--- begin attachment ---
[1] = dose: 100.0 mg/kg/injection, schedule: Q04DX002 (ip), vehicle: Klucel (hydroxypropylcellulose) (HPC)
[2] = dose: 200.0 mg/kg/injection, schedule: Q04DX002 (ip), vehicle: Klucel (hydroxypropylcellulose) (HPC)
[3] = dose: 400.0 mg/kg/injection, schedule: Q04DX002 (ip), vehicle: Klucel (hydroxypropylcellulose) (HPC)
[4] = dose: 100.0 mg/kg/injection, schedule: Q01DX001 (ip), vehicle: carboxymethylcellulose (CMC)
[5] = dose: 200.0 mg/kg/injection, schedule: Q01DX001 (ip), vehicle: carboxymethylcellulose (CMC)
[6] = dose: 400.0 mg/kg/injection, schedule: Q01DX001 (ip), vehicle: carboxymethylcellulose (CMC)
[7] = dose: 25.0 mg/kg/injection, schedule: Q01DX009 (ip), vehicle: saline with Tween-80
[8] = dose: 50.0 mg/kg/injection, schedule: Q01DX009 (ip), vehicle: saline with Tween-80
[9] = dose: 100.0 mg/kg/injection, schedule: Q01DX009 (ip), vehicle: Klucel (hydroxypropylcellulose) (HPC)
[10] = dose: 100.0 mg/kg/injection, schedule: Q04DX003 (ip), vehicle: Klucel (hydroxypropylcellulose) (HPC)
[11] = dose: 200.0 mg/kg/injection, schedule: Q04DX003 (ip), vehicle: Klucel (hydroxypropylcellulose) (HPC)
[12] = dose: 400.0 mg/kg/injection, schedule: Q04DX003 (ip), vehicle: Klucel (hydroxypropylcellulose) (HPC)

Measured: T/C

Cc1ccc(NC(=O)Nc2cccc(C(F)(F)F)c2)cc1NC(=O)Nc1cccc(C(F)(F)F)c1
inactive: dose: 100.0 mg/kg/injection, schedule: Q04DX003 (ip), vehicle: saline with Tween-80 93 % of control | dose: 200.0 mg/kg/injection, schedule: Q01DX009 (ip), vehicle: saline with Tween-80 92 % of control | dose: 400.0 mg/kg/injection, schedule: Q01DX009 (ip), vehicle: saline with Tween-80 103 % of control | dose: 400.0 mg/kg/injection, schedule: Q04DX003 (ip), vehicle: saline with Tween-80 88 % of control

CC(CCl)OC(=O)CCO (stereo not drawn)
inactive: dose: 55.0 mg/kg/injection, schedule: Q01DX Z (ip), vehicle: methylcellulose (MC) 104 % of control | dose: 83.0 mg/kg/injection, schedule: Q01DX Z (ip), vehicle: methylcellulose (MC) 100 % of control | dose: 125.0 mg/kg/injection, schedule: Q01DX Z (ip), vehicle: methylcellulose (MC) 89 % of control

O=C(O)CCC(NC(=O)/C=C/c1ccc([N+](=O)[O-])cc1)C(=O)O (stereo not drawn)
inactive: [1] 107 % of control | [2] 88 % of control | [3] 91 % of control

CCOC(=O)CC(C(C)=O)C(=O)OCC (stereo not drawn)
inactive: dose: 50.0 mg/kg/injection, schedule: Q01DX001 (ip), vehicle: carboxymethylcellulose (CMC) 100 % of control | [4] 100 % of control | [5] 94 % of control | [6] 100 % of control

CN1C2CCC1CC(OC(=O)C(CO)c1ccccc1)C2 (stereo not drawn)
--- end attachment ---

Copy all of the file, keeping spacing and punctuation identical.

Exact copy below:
[1] = dose: 100.0 mg/kg/injection, schedule: Q04DX002 (ip), vehicle: Klucel (hydroxypropylcellulose) (HPC)
[2] = dose: 200.0 mg/kg/injection, schedule: Q04DX002 (ip), vehicle: Klucel (hydroxypropylcellulose) (HPC)
[3] = dose: 400.0 mg/kg/injection, schedule: Q04DX002 (ip), vehicle: Klucel (hydroxypropylcellulose) (HPC)
[4] = dose: 100.0 mg/kg/injection, schedule: Q01DX001 (ip), vehicle: carboxymethylcellulose (CMC)
[5] = dose: 200.0 mg/kg/injection, schedule: Q01DX001 (ip), vehicle: carboxymethylcellulose (CMC)
[6] = dose: 400.0 mg/kg/injection, schedule: Q01DX001 (ip), vehicle: carboxymethylcellulose (CMC)
[7] = dose: 25.0 mg/kg/injection, schedule: Q01DX009 (ip), vehicle: saline with Tween-80
[8] = dose: 50.0 mg/kg/injection, schedule: Q01DX009 (ip), vehicle: saline with Tween-80
[9] = dose: 100.0 mg/kg/injection, schedule: Q01DX009 (ip), vehicle: Klucel (hydroxypropylcellulose) (HPC)
[10] = dose: 100.0 mg/kg/injection, schedule: Q04DX003 (ip), vehicle: Klucel (hydroxypropylcellulose) (HPC)
[11] = dose: 200.0 mg/kg/injection, schedule: Q04DX003 (ip), vehicle: Klucel (hydroxypropylcellulose) (HPC)
[12] = dose: 400.0 mg/kg/injection, schedule: Q04DX003 (ip), vehicle: Klucel (hydroxypropylcellulose) (HPC)

Measured: T/C

Cc1ccc(NC(=O)Nc2cccc(C(F)(F)F)c2)cc1NC(=O)Nc1cccc(C(F)(F)F)c1
inactive: dose: 100.0 mg/kg/injection, schedule: Q04DX003 (ip), vehicle: saline with Tween-80 93 % of control | dose: 200.0 mg/kg/injection, schedule: Q01DX009 (ip), vehicle: saline with Tween-80 92 % of control | dose: 400.0 mg/kg/injection, schedule: Q01DX009 (ip), vehicle: saline with Tween-80 103 % of control | dose: 400.0 mg/kg/injection, schedule: Q04DX003 (ip), vehicle: saline with Tween-80 88 % of control

CC(CCl)OC(=O)CCO (stereo not drawn)
inactive: dose: 55.0 mg/kg/injection, schedule: Q01DX Z (ip), vehicle: methylcellulose (MC) 104 % of control | dose: 83.0 mg/kg/injection, schedule: Q01DX Z (ip), vehicle: methylcellulose (MC) 100 % of control | dose: 125.0 mg/kg/injection, schedule: Q01DX Z (ip), vehicle: methylcellulose (MC) 89 % of control

O=C(O)CCC(NC(=O)/C=C/c1ccc([N+](=O)[O-])cc1)C(=O)O (stereo not drawn)
inactive: [1] 107 % of control | [2] 88 % of control | [3] 91 % of control

CCOC(=O)CC(C(C)=O)C(=O)OCC (stereo not drawn)
inactive: dose: 50.0 mg/kg/injection, schedule: Q01DX001 (ip), vehicle: carboxymethylcellulose (CMC) 100 % of control | [4] 100 % of control | [5] 94 % of control | [6] 100 % of control

CN1C2CCC1CC(OC(=O)C(CO)c1ccccc1)C2 (stereo not drawn)